One of the biggest nights in the history of women’s mixed martial arts came on Aug. 15, 2009.  Not only was Strikeforce holding three title fights on that night, but the main event was the highly anticipated title tilt between Cristiane “Cyborg” Santos and Gina “Conviction” Carano.  The Chute Boxe-trained Santos entered the cage that night with a record of 7-1, with her only loss coming in her professional debut, while Carano came in with a perfect record of 7-0 and a great background in kickboxing.  This fight was more than just the inaugural Strikeforce women’s featherweight championship fight, but a battle to determine who would become the face of women’s MMA.

In that fight, “Cyborg” lived up to her reputation and overpowered Carano with her brute power, earning the TKO stoppage with just one second remaining in the first round.  From there, Santos backed her performance up by taking on the next contenders, TKO’ing Marloes Coenen and knocking out Jan Finney in consecutive fights.  After spending a year off due to a contract dispute, the Brazilian came back and reassured her fans that she had not missed a beat when the referee intervened to end her fight against Hiroko Yamanaka just 16 seconds in.  Never had “Cyborg” looked so great and from there, fans and critics alike started to ask if she would ever be defeated.

Cristiane "Cyborg" Santos (Strikeforce)

It wasn’t until last Friday when things started to change for the champ.  The California State Athletic Commission, the overseeing body of her latest fight, revealed that Santos’ post-fight urine sample tested positive for stanozolol metabolites, an anabolic steroid.  As a result of the positive test, the CSAC has suspended Santos for one year, fined her $2,500, and changed the result of the fight from a TKO victory for Santos to a no-contest.

Because of this, UFC president Dana White revealed in an interview with ESPN Radio that “Cyborg” would be stripped of her title, despite her still being listed as the champion on Strikeforce’s website, and he added that the future of the division could be in peril as a result.  Scott Coker, Strikeforce’s CEO, also issued a statement which revealed that while the promotion had not yet seen the test results, they have had a long history of supporting testing performed by commissions.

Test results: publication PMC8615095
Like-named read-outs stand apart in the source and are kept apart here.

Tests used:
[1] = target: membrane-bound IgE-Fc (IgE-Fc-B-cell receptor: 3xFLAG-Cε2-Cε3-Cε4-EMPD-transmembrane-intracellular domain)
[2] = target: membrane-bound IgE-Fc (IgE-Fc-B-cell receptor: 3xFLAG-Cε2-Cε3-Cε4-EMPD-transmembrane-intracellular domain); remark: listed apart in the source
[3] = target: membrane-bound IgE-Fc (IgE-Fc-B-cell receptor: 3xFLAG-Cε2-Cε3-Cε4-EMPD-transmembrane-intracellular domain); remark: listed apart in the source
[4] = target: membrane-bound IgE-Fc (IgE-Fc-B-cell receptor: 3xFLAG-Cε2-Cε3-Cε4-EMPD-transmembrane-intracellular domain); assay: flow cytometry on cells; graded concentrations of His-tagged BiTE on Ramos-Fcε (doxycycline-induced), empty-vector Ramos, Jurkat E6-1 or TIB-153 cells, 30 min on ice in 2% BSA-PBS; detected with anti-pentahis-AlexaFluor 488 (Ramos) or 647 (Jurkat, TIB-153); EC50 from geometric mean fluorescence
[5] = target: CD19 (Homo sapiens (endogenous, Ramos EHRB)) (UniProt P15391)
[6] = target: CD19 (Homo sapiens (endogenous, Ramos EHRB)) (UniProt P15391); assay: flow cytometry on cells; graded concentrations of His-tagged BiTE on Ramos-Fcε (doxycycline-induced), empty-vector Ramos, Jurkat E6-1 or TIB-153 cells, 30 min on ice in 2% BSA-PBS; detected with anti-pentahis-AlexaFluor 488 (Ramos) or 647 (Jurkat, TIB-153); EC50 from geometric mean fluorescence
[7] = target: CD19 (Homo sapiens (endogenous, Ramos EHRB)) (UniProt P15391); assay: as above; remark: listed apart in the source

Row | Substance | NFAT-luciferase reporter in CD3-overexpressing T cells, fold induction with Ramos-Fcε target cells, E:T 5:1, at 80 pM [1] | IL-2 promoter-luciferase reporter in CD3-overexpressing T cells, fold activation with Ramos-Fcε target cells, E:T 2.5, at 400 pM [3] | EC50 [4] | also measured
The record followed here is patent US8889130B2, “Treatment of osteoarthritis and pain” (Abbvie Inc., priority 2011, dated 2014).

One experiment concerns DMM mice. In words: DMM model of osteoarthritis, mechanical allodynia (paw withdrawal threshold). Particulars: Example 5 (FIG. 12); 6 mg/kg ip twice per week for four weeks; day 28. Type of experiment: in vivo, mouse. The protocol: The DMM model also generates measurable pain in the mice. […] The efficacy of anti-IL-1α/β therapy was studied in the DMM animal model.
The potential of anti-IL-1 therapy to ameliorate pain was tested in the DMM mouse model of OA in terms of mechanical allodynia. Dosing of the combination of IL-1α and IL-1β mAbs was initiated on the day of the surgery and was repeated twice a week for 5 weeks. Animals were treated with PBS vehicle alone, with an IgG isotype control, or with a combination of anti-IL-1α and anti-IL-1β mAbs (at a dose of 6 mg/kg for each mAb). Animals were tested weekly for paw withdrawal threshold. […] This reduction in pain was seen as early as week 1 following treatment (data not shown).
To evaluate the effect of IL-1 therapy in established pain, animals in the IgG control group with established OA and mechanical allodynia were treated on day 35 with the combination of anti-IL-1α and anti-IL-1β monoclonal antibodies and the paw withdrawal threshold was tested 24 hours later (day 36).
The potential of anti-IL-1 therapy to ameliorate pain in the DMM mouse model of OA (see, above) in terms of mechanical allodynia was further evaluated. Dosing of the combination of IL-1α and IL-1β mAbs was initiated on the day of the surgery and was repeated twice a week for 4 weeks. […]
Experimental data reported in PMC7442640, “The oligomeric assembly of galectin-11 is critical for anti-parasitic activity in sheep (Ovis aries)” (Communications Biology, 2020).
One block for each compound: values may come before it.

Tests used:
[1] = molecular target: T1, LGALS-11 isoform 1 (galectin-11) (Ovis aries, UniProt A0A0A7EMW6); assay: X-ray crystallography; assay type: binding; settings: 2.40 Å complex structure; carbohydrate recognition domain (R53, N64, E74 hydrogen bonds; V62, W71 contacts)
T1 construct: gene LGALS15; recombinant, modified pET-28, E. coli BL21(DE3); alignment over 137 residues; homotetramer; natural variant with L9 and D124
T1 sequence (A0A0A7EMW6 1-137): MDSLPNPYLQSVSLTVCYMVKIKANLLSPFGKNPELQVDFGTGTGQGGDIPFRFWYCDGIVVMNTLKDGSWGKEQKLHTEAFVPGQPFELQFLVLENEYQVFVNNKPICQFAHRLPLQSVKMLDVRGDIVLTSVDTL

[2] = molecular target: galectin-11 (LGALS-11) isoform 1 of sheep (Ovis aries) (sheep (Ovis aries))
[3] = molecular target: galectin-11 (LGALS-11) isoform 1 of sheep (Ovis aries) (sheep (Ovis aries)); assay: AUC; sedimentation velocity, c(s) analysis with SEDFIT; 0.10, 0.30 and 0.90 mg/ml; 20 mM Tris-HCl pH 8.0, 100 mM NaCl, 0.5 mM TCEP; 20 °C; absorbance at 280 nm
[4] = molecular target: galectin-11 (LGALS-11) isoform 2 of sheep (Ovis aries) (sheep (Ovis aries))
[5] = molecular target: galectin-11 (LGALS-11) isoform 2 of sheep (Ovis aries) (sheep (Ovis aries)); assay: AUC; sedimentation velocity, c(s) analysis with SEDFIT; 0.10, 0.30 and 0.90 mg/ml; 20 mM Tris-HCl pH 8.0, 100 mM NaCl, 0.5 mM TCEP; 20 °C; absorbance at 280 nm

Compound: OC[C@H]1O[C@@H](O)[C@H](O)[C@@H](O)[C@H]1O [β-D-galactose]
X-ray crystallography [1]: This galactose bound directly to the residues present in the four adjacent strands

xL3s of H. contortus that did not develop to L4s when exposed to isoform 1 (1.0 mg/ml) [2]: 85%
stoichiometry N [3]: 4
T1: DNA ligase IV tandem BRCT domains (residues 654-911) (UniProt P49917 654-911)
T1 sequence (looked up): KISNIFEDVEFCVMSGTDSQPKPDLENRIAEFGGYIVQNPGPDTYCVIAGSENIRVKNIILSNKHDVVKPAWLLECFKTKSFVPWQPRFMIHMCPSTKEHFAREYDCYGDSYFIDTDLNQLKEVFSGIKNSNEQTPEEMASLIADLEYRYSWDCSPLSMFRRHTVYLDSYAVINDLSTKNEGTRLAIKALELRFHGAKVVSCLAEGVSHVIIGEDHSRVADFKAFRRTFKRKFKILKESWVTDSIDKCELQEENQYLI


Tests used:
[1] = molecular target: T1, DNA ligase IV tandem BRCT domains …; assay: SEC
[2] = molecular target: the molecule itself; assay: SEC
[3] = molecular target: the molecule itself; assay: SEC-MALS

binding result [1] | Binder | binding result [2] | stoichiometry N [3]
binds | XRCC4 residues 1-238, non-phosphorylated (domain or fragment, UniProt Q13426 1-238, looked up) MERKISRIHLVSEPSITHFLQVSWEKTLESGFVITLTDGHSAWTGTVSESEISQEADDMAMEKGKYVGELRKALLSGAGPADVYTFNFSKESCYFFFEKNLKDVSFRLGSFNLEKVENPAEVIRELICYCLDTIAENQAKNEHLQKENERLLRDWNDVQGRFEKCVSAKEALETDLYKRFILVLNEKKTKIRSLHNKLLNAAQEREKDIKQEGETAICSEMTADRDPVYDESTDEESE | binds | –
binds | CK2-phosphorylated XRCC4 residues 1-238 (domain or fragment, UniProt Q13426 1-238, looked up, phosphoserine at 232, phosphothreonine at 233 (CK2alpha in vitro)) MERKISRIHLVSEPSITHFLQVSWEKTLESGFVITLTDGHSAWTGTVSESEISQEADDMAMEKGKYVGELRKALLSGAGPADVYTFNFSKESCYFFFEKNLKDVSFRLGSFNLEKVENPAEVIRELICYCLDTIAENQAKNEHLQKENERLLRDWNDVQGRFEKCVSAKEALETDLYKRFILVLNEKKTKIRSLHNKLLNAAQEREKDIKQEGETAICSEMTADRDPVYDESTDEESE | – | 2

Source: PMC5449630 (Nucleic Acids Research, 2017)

A statement by Santos was released the next day on her Facebook page which cited that she was taking a dietary supplement due to having trouble from the weight cut for the fight.  Santos’ statement said:

“I would like to sincerely apologize to StrikeForce, the Zuffa organization, Hioko [sic] Yamanaka and my fans for my failed drug test.

I am ultimately responsible for everything I put in my body, and at the end of the day, there is no excuse for having a prohibited substance in my system. I do not condone the use of any performance enhancing drugs by myself or any other professional athlete, and willingly accept the penalties and fines that have been handed down to me by the California State Athletic Commission and those of the StrikeForce/Zuffa organization.

While I was preparing myself for my last fight I was having a difficult time cutting weight and used a dietary supplement that I was assured was safe and not prohibited from use in sports competition. It was never my intention to obtain an unfair advantage over Hiroko, mislead StrikeForce, the Commission or my fans. I train harder than any fighter in MMA and do not need drugs to win in the cage, and I have proven this time and time again! My only mistake is not verifying the diet aid with my doctor beforehand, and understanding that it was not approved for use in the ring. Unfortunately in the end I suffer the consequences and must accept the responsibility for my actions.

I will do everything I can to show my fans that I can still compete at the professional level without the use of any prohibited substances, and ask God’s forgiveness for my mistake.”

Historically, women’s MMA has struggled for legitimacy.  Women have never fought in the Octagon and according to White, they never will.  But the UFC president has said that this is not because of negative thoughts and beliefs about women fighting, but because he feels as though there is not enough depth to constitute a division.

The Strikeforce women’s featherweight division was a perfect example of the lack of depth, as all four women that Santos defeated under the Strikeforce banner have either left the division after the loss and dropped to 135 pounds, or have been out of the sport altogether.  Yamanaka was brought in from Japan and was given a title shot despite never stepping into the Strikeforce cage before and according to White, they were going to hold onto the division simply to feed the Brazilian more fights.

What could the future of the 145-pound division mean for Gina Carano? (Carlos Serrao/GQ)